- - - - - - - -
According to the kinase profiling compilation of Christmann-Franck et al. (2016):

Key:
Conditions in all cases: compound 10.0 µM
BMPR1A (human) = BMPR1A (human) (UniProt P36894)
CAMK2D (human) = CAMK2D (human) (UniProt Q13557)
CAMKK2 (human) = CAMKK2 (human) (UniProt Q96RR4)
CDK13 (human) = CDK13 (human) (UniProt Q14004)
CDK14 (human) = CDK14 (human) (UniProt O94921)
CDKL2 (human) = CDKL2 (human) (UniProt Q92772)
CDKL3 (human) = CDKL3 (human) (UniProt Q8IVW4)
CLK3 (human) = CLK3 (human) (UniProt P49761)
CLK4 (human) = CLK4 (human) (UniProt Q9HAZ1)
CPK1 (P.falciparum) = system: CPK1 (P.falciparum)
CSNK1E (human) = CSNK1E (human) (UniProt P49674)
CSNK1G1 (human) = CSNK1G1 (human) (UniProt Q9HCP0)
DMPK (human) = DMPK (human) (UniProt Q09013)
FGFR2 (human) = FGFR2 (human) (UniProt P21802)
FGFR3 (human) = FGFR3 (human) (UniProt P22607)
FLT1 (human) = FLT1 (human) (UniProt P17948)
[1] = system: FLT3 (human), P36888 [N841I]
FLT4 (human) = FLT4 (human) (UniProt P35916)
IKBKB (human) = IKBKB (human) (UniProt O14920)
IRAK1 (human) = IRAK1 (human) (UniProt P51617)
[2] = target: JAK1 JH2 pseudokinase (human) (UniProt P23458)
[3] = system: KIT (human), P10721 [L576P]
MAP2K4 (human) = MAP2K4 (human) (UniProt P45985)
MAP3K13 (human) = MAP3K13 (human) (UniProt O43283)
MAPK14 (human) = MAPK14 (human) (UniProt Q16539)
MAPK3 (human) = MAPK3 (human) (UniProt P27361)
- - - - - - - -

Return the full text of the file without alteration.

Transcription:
According to the kinase profiling compilation of Christmann-Franck et al. (2016):

Key:
Conditions in all cases: compound 10.0 µM
BMPR1A (human) = BMPR1A (human) (UniProt P36894)
CAMK2D (human) = CAMK2D (human) (UniProt Q13557)
CAMKK2 (human) = CAMKK2 (human) (UniProt Q96RR4)
CDK13 (human) = CDK13 (human) (UniProt Q14004)
CDK14 (human) = CDK14 (human) (UniProt O94921)
CDKL2 (human) = CDKL2 (human) (UniProt Q92772)
CDKL3 (human) = CDKL3 (human) (UniProt Q8IVW4)
CLK3 (human) = CLK3 (human) (UniProt P49761)
CLK4 (human) = CLK4 (human) (UniProt Q9HAZ1)
CPK1 (P.falciparum) = system: CPK1 (P.falciparum)
CSNK1E (human) = CSNK1E (human) (UniProt P49674)
CSNK1G1 (human) = CSNK1G1 (human) (UniProt Q9HCP0)
DMPK (human) = DMPK (human) (UniProt Q09013)
FGFR2 (human) = FGFR2 (human) (UniProt P21802)
FGFR3 (human) = FGFR3 (human) (UniProt P22607)
FLT1 (human) = FLT1 (human) (UniProt P17948)
[1] = system: FLT3 (human), P36888 [N841I]
FLT4 (human) = FLT4 (human) (UniProt P35916)
IKBKB (human) = IKBKB (human) (UniProt O14920)
IRAK1 (human) = IRAK1 (human) (UniProt P51617)
[2] = target: JAK1 JH2 pseudokinase (human) (UniProt P23458)
[3] = system: KIT (human), P10721 [L576P]
MAP2K4 (human) = MAP2K4 (human) (UniProt P45985)
MAP3K13 (human) = MAP3K13 (human) (UniProt O43283)
MAPK14 (human) = MAPK14 (human) (UniProt Q16539)
MAPK3 (human) = MAPK3 (human) (UniProt P27361)